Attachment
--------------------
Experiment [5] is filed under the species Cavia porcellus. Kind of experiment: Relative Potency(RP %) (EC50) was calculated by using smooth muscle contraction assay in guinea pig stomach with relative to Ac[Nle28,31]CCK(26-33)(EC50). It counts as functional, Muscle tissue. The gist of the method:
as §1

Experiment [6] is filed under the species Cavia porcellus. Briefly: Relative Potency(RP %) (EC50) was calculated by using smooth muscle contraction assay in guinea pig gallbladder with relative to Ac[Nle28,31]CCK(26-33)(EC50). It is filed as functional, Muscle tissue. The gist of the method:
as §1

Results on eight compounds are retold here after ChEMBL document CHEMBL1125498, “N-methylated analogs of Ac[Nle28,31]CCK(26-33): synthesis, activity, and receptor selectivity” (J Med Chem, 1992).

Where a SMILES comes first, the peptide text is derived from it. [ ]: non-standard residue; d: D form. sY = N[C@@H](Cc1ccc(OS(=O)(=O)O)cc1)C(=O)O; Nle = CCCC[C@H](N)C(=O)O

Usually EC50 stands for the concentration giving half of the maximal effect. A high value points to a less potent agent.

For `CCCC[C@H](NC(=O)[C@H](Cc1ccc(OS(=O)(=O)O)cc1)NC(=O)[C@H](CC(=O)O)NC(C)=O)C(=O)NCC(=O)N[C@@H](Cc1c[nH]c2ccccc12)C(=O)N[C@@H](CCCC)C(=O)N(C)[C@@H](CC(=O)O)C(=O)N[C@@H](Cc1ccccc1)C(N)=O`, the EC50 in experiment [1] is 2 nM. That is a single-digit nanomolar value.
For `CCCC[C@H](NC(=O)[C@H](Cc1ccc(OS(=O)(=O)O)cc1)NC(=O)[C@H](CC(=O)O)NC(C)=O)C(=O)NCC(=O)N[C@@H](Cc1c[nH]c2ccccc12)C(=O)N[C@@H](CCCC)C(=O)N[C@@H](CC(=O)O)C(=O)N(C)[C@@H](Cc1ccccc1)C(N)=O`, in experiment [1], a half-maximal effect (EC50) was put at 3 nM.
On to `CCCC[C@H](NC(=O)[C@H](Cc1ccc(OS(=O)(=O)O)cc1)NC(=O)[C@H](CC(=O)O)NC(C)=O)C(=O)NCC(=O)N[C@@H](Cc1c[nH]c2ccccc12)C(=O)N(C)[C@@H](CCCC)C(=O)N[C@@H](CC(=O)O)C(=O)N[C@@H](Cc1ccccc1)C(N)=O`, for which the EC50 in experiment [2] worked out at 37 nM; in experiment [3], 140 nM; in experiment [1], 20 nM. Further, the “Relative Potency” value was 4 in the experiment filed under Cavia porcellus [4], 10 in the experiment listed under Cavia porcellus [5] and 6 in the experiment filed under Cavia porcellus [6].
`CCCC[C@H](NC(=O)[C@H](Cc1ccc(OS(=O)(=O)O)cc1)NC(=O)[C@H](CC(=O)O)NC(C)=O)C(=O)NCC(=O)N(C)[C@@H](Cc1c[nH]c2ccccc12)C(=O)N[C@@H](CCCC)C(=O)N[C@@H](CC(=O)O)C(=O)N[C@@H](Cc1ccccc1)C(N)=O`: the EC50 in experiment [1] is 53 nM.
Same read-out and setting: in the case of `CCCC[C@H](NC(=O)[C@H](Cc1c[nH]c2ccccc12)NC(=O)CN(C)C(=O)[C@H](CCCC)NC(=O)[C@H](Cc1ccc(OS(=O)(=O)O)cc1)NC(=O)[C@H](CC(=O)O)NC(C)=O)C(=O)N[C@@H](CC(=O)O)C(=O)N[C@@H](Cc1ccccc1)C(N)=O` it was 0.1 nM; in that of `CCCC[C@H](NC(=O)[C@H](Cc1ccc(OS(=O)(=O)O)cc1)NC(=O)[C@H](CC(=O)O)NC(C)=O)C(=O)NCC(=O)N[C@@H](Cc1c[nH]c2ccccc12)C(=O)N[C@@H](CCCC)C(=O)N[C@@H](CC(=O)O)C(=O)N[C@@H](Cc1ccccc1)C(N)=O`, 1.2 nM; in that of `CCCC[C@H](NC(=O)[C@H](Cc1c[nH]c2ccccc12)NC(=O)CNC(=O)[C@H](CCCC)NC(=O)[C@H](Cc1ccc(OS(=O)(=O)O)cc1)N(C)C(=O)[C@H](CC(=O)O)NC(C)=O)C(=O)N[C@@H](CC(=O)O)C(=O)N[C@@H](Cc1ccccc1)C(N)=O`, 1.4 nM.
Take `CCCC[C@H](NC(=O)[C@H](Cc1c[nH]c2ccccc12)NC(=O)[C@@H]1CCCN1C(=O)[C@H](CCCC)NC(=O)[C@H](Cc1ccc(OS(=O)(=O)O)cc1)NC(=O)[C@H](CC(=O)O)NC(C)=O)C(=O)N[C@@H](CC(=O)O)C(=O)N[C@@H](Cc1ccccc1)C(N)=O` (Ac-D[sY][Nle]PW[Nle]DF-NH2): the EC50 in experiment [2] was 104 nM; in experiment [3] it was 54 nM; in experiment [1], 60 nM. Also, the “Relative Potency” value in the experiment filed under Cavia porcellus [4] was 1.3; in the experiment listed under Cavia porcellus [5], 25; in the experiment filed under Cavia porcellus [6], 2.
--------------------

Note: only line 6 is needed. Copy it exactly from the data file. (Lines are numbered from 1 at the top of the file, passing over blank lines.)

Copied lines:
Where a SMILES comes first, the peptide text is derived from it. [ ]: non-standard residue; d: D form. sY = N[C@@H](Cc1ccc(OS(=O)(=O)O)cc1)C(=O)O; Nle = CCCC[C@H](N)C(=O)O